Jesus Creed

This will be a heavy series. I hope to generate conversation, some consternation, and (at the end of the day) some light. Here’s my big point: Some evangelicals have been tossing sharp barbs for a long time at “liberals” or “mainliners” for disregarding the Bible. (It would not be hard to give good examples.) Most evangelicals criticize liberals on the basis of a robust commitment to the Bible — and in so criticizing they believe it is they who are being faithful to the Bible.
Evangelicals tacitly assume or overly claim that they believe the whole Bible; they practice the Bible much better; and their theology is based on the Bible and the Bible alone. The contention is simple: liberals deny the Bible; we (evangelicals) don’t; we (evangelicals) are faithful and liberals are unfaithful.
Let me suggest that evangelicals, too, do plenty of Bible-denying but they deny in a different way. They question the sufficiency of Scripture.
I call this problem Zealotry. Here’s what I mean: Zealotry is conscious zeal to be radically committed, so radically committed that one goes beyond the Bible to defend things that are not in the Bible. Which is the mirror image of the accusation made by many evangelicals against liberals. The “beyond the Bible” stuff is not in the Bible and it means evangelicals get themselves committed to things that are not in the Bible. What’s the difference, I ask?
Trotting alongsie this zeal is a friend named immunity: Zealots think their zeal makes them immune to criticism because they are so zealous for God; their zeal never to get close to breaking any commandment makes them better than others. In other words, zeal shows just how deeply committed a person is to God and therefore immune to criticism. What, they reason to themselves, is wrong with doing more than the Bible? Does not God recognize our zeal?
This is an old tactic: the rabbis called this “making a fence around the Torah.” Example: the Torah says not to work on the Sabbath. So, let’s specify every kind of “work”, they say. So they come up with 40 or so kinds of labors that are “work.” These various kinds of works are the “fence” and the Sabbath command is the Torah. If one does not do such “work” a person does not violate the Sabbath working law. The idea is “add, add, add” and “clarify, clarify, clarify” and if follow the “adds” and the “clarifies” you’ll not break the Torah’s commandment — always more general, always less specific, always open to some interpretation.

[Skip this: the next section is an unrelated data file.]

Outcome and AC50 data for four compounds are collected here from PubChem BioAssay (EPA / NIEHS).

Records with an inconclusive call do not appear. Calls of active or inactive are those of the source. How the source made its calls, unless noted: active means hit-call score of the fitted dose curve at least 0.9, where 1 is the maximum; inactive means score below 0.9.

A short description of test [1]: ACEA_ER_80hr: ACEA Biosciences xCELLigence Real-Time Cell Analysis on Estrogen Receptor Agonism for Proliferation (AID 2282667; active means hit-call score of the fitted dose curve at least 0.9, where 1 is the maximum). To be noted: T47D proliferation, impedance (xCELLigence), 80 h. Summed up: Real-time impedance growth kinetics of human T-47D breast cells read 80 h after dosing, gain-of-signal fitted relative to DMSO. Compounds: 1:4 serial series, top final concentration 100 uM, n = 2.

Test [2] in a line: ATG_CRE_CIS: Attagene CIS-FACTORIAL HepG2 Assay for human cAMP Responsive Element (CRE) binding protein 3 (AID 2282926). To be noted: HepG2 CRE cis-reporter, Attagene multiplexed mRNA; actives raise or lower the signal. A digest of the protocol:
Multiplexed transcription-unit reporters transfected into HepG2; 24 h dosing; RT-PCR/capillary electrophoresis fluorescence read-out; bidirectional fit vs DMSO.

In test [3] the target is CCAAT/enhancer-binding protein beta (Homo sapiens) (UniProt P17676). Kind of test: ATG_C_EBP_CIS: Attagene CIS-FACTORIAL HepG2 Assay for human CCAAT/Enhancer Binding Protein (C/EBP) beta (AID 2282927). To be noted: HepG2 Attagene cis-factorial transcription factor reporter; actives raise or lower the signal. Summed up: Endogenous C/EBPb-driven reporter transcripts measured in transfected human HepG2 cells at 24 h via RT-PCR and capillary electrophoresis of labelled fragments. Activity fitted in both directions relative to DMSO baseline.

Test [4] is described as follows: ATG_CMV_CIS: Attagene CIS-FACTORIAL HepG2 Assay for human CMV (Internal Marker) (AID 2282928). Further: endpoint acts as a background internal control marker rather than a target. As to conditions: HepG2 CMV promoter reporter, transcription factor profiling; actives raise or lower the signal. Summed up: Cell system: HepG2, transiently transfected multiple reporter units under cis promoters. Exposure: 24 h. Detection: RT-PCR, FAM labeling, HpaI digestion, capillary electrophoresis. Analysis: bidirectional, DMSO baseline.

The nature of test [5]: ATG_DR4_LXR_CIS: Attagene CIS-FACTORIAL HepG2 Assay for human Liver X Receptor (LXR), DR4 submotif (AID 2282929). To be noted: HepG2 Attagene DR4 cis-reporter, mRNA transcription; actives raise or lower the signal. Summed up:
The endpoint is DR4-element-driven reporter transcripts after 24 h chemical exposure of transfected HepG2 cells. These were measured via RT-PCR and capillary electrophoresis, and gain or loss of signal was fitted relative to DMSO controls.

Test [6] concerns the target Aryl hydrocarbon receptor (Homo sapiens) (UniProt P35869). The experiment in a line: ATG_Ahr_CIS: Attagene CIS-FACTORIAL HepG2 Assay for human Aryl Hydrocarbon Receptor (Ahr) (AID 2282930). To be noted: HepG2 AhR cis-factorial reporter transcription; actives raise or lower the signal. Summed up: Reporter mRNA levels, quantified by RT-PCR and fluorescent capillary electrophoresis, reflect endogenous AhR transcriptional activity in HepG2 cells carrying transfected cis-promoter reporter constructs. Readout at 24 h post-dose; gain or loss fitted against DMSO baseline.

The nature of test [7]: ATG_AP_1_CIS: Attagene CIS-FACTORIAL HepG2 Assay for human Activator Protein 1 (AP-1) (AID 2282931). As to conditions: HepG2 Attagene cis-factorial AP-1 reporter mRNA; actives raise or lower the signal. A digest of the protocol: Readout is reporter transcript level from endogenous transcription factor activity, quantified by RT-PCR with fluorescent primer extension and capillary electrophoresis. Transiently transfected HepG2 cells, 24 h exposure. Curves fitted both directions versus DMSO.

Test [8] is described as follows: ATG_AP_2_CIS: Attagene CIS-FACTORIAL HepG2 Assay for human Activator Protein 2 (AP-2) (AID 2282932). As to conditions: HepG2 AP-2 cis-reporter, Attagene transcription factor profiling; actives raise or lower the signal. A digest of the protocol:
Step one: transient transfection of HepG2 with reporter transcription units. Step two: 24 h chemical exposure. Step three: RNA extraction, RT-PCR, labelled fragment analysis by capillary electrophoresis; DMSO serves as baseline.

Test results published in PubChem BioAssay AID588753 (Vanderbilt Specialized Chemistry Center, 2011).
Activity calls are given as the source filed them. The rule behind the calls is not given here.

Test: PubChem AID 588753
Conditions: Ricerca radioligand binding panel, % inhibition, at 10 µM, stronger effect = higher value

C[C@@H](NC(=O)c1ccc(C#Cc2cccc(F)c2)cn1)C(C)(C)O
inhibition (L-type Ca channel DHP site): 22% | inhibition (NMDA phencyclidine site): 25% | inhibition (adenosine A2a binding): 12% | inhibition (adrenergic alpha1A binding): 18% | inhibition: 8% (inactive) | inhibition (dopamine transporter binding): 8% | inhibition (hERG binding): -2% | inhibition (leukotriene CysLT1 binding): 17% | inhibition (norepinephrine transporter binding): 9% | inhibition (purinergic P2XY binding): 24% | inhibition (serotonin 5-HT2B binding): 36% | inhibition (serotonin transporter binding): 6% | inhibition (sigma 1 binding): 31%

Is the practice of making a fence around the Torah a trust that the Bible is wise? I think not. Making fences around the Torah suggests God needs our help to make his will a little clearer.
I contend that evangelicals do lots of “fence making”. One example, and I’ll give others in this series: the Bible says don’t get drunk. The evangelical fence is “don’t ever drink alcohol, and you’ll never get drunk.” (True enough: if you never drink, you’ll never get drunk. That’s not the problem.) The problem is this: quickly, the “fence” becomes the “Torah” and drinking alcohol in moderation is no longer good enough. Anyone who crosses the fence has broken the Torah (which she or he hasn’t, folks). Zealotry commits to the fence and in so doing goes beyond the Bible. Commitment to keeping the fence is a sign of radical commitment. It gives immunity. It ends up being no longer biblical but lets something else be “biblical.” Is this what God wants?
Nope. Zealotry through fence-making is a failure to trust what the Bible does say, and it is a trust in what the Bible does not say, and it ends up snubbing God’s good Word which evangelicals believe is sufficient. Come now, let’s stop castigating liberals or let’s start being more biblical.
And I don’t care if a group of good and godly folk get together and make a decision and say “we’ll avoid alcohol totally.” (Frankly, they usually have a little thump to the chest to show their commitment and assert their immunity.) By so doing, they are saying this: What God says isn’t good enough. We know better. Sure, they don’t say this, but it is what they are doing — in the name of zeal. They are zealous for one thing, while the liberals being criticized happen (if they care to examine the case) are zealous for something else. Those “something elses,” my friends, are not in the Bible.
This is what I mean by Zealotry. It is zeal to do what God says so bad that one is willing to construct a new Torah that goes beyond the Bible and in so doing betray a trust in God’s sufficient revelation in Scripture. (And I’m not bringing in Tradition here; that’s another development.)
Zealotry is only slightly different than the liberalism evangelicals complain about. You might just as well call it a zealous liberalism or a liberal zealotry. It is a failure to let the Bible be God’s Word and a decision to let something else be the final word.
Tomorrow: the motivation behind Zealotry.

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